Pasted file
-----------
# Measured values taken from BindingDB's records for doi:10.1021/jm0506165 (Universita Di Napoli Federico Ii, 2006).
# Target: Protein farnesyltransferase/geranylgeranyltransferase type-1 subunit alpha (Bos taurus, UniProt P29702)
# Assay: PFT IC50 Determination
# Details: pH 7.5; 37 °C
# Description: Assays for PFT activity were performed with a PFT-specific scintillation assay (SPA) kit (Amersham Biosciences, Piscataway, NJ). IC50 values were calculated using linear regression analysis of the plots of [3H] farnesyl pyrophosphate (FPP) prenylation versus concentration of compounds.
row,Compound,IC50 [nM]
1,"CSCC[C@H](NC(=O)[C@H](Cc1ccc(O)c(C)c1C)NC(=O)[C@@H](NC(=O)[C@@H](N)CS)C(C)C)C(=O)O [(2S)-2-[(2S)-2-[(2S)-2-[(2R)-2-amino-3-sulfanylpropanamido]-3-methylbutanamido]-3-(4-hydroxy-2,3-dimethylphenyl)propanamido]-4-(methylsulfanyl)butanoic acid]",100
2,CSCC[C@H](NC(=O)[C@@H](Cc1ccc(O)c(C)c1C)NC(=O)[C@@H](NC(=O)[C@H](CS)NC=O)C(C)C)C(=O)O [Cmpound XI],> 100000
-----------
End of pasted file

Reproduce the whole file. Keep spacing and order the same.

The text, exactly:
# Measured values taken from BindingDB's records for doi:10.1021/jm0506165 (Universita Di Napoli Federico Ii, 2006).
# Target: Protein farnesyltransferase/geranylgeranyltransferase type-1 subunit alpha (Bos taurus, UniProt P29702)
# Assay: PFT IC50 Determination
# Details: pH 7.5; 37 °C
# Description: Assays for PFT activity were performed with a PFT-specific scintillation assay (SPA) kit (Amersham Biosciences, Piscataway, NJ). IC50 values were calculated using linear regression analysis of the plots of [3H] farnesyl pyrophosphate (FPP) prenylation versus concentration of compounds.
row,Compound,IC50 [nM]
1,"CSCC[C@H](NC(=O)[C@H](Cc1ccc(O)c(C)c1C)NC(=O)[C@@H](NC(=O)[C@@H](N)CS)C(C)C)C(=O)O [(2S)-2-[(2S)-2-[(2S)-2-[(2R)-2-amino-3-sulfanylpropanamido]-3-methylbutanamido]-3-(4-hydroxy-2,3-dimethylphenyl)propanamido]-4-(methylsulfanyl)butanoic acid]",100
2,CSCC[C@H](NC(=O)[C@@H](Cc1ccc(O)c(C)c1C)NC(=O)[C@@H](NC(=O)[C@H](CS)NC=O)C(C)C)C(=O)O [Cmpound XI],> 100000